Joyous Raya celebration for Rohingya kids
|The pupils of Baitul Rahmah Rohingya Learning Centre yearn for their favourite Burmese food. Pic by Sharul Hafiz Zam|
By Jasmime Kaur
July 30, 2014
SUNGAI PETANI: For many Rohingya refugee children, who are studying at the Baitul Rahmah Rohingya Learning Centre here, celebrating Hari Raya in Malaysia is better than what they had experienced in Myanmar.
Although many of the 60 children, aged 6 to 13, are marking their first Hari Raya in this country, they are happy with the festivities here.
Head school prefect, Jaber Shamsul, 12, said Hari Raya in Myanmar was no joy as the stateless Rohingyas refugees were never allowed to go anywhere during the festive season.
“We couldn’t visit our friends or neighbours as we were not allowed to go to other camps. We all lived in different refugee camps. Here, there is a lot of excitement and anticipation for the festive season.
“I only miss the festive food, especially dishes like ‘kao se’ and ‘la ba to’,” said Jaber.
Kao se is a noodle dish while la ba to is a special dish with lots of nuts.
Enamul Hassan, 12, said he has been in Malaysia for two years now. His father works as a labourer and they live in Kampung Lebai Man.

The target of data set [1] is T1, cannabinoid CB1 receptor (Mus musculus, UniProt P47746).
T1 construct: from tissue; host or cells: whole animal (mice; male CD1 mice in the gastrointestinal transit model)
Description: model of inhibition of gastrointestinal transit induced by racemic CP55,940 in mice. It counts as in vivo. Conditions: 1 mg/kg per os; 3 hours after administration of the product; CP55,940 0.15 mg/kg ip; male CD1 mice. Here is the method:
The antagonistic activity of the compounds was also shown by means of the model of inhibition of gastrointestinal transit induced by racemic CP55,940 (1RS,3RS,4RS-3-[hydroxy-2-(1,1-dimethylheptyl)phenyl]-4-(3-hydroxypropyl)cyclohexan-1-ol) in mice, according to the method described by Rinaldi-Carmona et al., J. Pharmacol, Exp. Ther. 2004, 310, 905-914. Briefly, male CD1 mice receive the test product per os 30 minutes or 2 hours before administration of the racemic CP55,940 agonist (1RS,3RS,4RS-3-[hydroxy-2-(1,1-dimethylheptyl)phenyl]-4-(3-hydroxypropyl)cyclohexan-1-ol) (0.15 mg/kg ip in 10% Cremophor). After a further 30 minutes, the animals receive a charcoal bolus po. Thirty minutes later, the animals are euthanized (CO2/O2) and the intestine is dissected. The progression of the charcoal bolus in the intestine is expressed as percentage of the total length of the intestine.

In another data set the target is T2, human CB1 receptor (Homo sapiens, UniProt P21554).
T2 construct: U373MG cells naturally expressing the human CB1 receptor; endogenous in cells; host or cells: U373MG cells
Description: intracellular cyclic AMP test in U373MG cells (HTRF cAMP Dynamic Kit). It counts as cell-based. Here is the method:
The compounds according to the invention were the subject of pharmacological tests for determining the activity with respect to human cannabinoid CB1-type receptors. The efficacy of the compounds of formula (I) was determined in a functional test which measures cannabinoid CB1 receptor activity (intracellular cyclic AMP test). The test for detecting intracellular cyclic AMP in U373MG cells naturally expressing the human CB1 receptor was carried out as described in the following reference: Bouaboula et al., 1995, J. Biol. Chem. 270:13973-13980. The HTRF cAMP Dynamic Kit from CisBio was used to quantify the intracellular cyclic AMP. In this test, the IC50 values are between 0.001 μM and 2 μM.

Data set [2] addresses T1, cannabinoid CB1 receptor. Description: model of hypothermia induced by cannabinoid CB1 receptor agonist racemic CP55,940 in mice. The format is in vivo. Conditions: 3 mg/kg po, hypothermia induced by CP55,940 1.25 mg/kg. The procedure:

“I love Hari Raya because of the delicious food I get to eat, including fried chicken and meehoon. In Myanmar, shops are closed and there is no merriment at all,” he said.
Mohd Salim, 12, said he was craving for his favourite Burmese dish called ‘fulu semi’, a concoction of vermicelli cooked with raisins and milk.
Salim said he started fasting for Ramadan when he was nine.
The refugee children’s responses to questions were translated by their language teacher, Kamal Shafie, 29, a Rohingya who has been in Malaysia for four years.
Kamal teaches the children the Rohingya Language, English and Arabic.
According to Baitul Rahmah Rohingya Learning Centre director Masadah Sajadi, the centre was set up in July last year.
“It was a mosque that had been left vacant after a new mosque was built nearby. Many of the pupils here are lagging behind with their studies due to their difficult life and we teach them the basics and give them a good foundation to start.
“Although we charge a nominal school fee, many parents are too poor to pay as many are jobless or they work as labourers. So we have to waive the fees in some cases.
“The school is funded by the Malaysian Consultative Council for Islamic Organisation. We teach them subjects like Mathematics, English, Bahasa Malaysia, Rohingya language, Pendidikan Islam, Al Quran and Arabic. We also teach them art and physical education,” said Masadah.
He added that the school was preparing a special Hari Raya feast for the pupils.
“Some corporate sponsors have come forward to give them Hari Raya clothes. We hope someone can sponsor a special Burmese treat for these kids,” she added.